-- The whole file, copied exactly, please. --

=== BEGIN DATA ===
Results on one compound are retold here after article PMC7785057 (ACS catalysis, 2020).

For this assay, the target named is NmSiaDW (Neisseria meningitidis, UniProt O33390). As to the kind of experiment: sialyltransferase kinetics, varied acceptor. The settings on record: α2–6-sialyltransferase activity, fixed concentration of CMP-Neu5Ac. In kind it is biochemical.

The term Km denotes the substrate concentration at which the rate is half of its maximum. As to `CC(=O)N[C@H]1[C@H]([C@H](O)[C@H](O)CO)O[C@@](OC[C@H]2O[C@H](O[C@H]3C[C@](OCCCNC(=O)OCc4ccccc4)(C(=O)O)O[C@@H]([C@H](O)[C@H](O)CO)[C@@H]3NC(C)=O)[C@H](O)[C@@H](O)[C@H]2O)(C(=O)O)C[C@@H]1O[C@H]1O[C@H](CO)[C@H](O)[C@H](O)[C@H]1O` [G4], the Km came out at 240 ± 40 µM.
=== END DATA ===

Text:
Results on one compound are retold here after article PMC7785057 (ACS catalysis, 2020).

For this assay, the target named is NmSiaDW (Neisseria meningitidis, UniProt O33390). As to the kind of experiment: sialyltransferase kinetics, varied acceptor. The settings on record: α2–6-sialyltransferase activity, fixed concentration of CMP-Neu5Ac. In kind it is biochemical.

The term Km denotes the substrate concentration at which the rate is half of its maximum. As to `CC(=O)N[C@H]1[C@H]([C@H](O)[C@H](O)CO)O[C@@](OC[C@H]2O[C@H](O[C@H]3C[C@](OCCCNC(=O)OCc4ccccc4)(C(=O)O)O[C@@H]([C@H](O)[C@H](O)CO)[C@@H]3NC(C)=O)[C@H](O)[C@@H](O)[C@H]2O)(C(=O)O)C[C@@H]1O[C@H]1O[C@H](CO)[C@H](O)[C@H](O)[C@H]1O` [G4], the Km came out at 240 ± 40 µM.